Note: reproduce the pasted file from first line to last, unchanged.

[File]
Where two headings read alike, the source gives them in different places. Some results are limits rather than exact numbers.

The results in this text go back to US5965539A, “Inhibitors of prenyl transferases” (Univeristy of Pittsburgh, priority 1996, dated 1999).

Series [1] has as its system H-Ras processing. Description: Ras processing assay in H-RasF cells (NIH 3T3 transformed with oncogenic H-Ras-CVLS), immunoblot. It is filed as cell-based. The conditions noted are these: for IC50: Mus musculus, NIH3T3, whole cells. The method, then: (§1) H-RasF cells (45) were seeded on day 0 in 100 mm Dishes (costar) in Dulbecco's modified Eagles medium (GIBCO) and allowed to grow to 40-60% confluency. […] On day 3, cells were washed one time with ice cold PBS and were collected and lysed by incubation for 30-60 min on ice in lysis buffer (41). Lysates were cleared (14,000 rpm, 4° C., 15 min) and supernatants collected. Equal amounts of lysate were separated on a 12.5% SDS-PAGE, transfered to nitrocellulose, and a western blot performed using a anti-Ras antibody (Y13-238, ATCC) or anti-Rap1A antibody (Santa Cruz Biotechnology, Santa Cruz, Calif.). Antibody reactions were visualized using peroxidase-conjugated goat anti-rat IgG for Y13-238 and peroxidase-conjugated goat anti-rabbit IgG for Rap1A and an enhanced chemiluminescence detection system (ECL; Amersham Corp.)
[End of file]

Where two headings read alike, the source gives them in different places. Some results are limits rather than exact numbers.

The results in this text go back to US5965539A, “Inhibitors of prenyl transferases” (Univeristy of Pittsburgh, priority 1996, dated 1999).

Series [1] has as its system H-Ras processing. Description: Ras processing assay in H-RasF cells (NIH 3T3 transformed with oncogenic H-Ras-CVLS), immunoblot. It is filed as cell-based. The conditions noted are these: for IC50: Mus musculus, NIH3T3, whole cells. The method, then: (§1) H-RasF cells (45) were seeded on day 0 in 100 mm Dishes (costar) in Dulbecco's modified Eagles medium (GIBCO) and allowed to grow to 40-60% confluency. […] On day 3, cells were washed one time with ice cold PBS and were collected and lysed by incubation for 30-60 min on ice in lysis buffer (41). Lysates were cleared (14,000 rpm, 4° C., 15 min) and supernatants collected. Equal amounts of lysate were separated on a 12.5% SDS-PAGE, transfered to nitrocellulose, and a western blot performed using a anti-Ras antibody (Y13-238, ATCC) or anti-Rap1A antibody (Santa Cruz Biotechnology, Santa Cruz, Calif.). Antibody reactions were visualized using peroxidase-conjugated goat anti-rat IgG for Y13-238 and peroxidase-conjugated goat anti-rabbit IgG for Rap1A and an enhanced chemiluminescence detection system (ECL; Amersham Corp.)